Indigent convicts have no statutory right to counsel for post-conviction petitions seeking DNA evidence, Maryland’s top court ruled unanimously Tuesday.
The Court of Appeals’ decision upholds a former Bethesda dentist’s conviction and 20-year sentence for raping a sedated 15-year-old patient in 2001.
The decision stands in contrast to the court’s DeWolfe v. Richmond ruling last September, which found a state constitutional right to counsel at initial bail hearings before District Court commissioners.
It also backtracks on the plain language of a rule the court adopted in 2009, which says the state “shall” appoint counsel for an unrepresented indigent petitioner in DNA cases.
Despite its mandatory language, the rule was only supposed to give the court discretion to appoint counsel, Judge Shirley M. Watts wrote in the opinion published Tuesday.
The court reiterated its 2007 and 2009 rulings in Simms v. State and Arey v. State, respectively, which found no right to appointed counsel in the filing of a post-conviction petition. The court also cited Maryland Criminal Procedure Article Section 8-201 and the Judiciary’s rule for post-conviction petitions involving DNA, saying they give judges discretion to appoint counsel if they believe it “necessary to further the interest of justice.”
The decision affirmed the conviction and prison sentence of David E. Fuster, whom a Montgomery County Circuit Court jury found guilty of second-degree rape, child abuse and related crimes in 2003.
Fuster fled to Mexico, where U.S. law enforcement caught up to him four years later. He was sentenced in November 2007.
Acting without counsel, Fuster filed a petition for post-conviction relief, seeking DNA tests on the shoes and socks the girl wore to her dental appointment.
At a hearing on his petition, the prosecution said Fuster was not entitled to counsel. Montgomery County Circuit Judge Marielsa A. Bernard agreed and ultimately rejected Fuster’s petition, finding in part that the state had conducted a sufficient search for the socks and shoes without finding them.
Fuster appealed based, in part, on the judge’s failure to appoint counsel before the hearing.
In his appeal, Fuster was represented by Assistant Maryland Public Defender Bradford C. Peabody.
Peabody told the Court of Appeals that counsel must be appointed. He cited the language in Rule 4-707(b), which says that judges “shall appoint counsel within 30 days after the state has filed an answer” to a post-conviction petition.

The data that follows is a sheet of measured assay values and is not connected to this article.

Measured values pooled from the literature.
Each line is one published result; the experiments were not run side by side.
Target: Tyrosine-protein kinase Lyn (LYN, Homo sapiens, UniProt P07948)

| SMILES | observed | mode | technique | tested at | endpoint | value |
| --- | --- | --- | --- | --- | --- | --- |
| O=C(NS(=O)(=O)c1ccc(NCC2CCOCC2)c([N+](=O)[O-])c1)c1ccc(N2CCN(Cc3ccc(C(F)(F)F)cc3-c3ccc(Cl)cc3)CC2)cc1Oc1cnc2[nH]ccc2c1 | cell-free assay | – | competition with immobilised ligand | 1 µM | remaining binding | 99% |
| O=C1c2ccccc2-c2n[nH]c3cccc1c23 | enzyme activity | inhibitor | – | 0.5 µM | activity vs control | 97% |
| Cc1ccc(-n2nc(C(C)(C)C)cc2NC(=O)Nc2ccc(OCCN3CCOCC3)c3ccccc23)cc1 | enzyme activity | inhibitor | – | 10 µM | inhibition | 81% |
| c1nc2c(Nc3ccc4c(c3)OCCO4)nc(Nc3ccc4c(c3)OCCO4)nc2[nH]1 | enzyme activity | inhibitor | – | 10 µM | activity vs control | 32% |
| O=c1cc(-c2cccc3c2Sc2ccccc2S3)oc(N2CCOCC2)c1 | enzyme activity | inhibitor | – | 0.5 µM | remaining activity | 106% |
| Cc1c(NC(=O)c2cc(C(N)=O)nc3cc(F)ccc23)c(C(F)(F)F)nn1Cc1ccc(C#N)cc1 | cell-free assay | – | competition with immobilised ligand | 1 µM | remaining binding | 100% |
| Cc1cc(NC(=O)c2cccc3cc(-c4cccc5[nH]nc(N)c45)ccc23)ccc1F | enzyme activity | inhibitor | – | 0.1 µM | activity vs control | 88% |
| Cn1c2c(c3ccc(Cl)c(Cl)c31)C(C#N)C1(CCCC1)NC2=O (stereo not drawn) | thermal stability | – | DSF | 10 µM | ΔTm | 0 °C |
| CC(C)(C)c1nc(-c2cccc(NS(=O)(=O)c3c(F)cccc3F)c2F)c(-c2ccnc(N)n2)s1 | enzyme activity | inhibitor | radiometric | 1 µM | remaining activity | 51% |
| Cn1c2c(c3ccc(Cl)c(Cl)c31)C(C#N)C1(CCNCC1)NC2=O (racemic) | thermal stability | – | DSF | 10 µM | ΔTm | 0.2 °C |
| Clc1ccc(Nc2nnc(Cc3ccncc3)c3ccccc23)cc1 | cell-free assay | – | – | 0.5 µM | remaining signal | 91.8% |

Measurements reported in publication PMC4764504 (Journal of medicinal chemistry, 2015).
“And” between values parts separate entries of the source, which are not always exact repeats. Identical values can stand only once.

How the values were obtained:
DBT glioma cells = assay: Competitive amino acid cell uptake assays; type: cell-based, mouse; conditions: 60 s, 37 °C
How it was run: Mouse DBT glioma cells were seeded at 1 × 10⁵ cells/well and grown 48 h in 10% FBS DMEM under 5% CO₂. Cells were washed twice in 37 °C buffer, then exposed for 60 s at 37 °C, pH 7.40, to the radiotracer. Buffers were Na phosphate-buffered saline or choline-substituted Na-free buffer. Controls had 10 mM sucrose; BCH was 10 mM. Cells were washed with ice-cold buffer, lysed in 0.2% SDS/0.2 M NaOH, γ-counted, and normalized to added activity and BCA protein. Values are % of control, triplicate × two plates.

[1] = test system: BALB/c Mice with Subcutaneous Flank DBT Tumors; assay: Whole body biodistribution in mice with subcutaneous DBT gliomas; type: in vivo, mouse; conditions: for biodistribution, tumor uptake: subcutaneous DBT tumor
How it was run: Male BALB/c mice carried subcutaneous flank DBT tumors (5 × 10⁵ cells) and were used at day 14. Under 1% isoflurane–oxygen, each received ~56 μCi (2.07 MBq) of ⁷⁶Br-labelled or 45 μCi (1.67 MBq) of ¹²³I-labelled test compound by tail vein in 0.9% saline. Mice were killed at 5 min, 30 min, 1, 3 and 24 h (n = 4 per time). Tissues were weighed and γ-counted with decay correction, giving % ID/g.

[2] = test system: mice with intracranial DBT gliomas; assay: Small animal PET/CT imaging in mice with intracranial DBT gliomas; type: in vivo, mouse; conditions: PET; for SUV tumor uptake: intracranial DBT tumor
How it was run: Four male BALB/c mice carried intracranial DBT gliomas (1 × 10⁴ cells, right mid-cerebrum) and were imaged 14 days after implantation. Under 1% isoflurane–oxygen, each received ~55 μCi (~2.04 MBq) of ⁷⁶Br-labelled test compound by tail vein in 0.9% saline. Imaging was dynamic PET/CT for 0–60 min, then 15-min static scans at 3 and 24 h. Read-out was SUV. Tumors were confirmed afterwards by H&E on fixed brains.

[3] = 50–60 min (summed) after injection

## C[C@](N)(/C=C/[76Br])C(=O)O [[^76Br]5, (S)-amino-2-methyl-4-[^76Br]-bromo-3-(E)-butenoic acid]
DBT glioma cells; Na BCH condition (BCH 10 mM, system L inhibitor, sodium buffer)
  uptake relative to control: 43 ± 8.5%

But the high court rejected that interpretation.
‘Consistent and harmonious’
The Maryland Judiciary’s Standing Committee on Rules of Practice and Procedure intended for Rule 4-707(b) to enforce the high court’s rulings that judges may appoint counsel, but are not obligated to do so, the court said.
“In light of Rule 4-707(b)’s history and this court’s holding in Simms and Arey, the logical conclusion is that, despite Rule 4-707(b)’s use of the word ‘shall,’ Rule 4-707(b) does not entitle an indigent petitioner to counsel for purposes of a petition under CP Section 8-201; instead, a trial court may ‘appoint counsel to represent a petitioner when the [trial] court believes [that] counsel would be necessary to further the interest of justice,” Watts wrote, quoting from Simms. “The result ensures that Rule 4-707(b) and this court’s precedent operate together as a consistent and harmonious body of law.”
The high court also found that Bernard did not abuse her judicial discretion by declining to appoint counsel for Fuster — in large part because he had not requested an attorney.
“A trial court does not abuse its discretion in not choosing whether to exercise the discretion to appoint counsel for a petitioner for purposes of a petition under CP Section 8-201 where the petitioner does not request the appointment of counsel in the petition,” Watts wrote.
According to trial testimony, Fuster assaulted the girl on Oct. 10, 2001, while she was under the influence of nitrous oxide, or laughing gas, during treatment for an abscess.
The Office of the Maryland Attorney General, which opposed Fuster’s appeal, stated in an email that “we’re reviewing the decision and considering our next steps.”
Peabody declined to comment on the court’s decision.
WHAT THE COURT HELD
Case: David E. Fuster v. State of Maryland. CA No. 41, Sept. Term 2013. Reported. Opinion by Watts, J. Argued March 6, 2014. Filed April 22, 2014.
Issue: Do indigent convicts have a right to counsel for post-conviction petitions seeking DNA testing?
Holding: No; the Maryland criminal procedure statute and rules give judges discretion to appoint counsel if appointment “would be necessary to further the interest of justice.”
Counsel: Bradford C. Peabody for petitioner; Robert Taylor Jr. for respondent.
RecordFax #14-0422-20 (21 pages).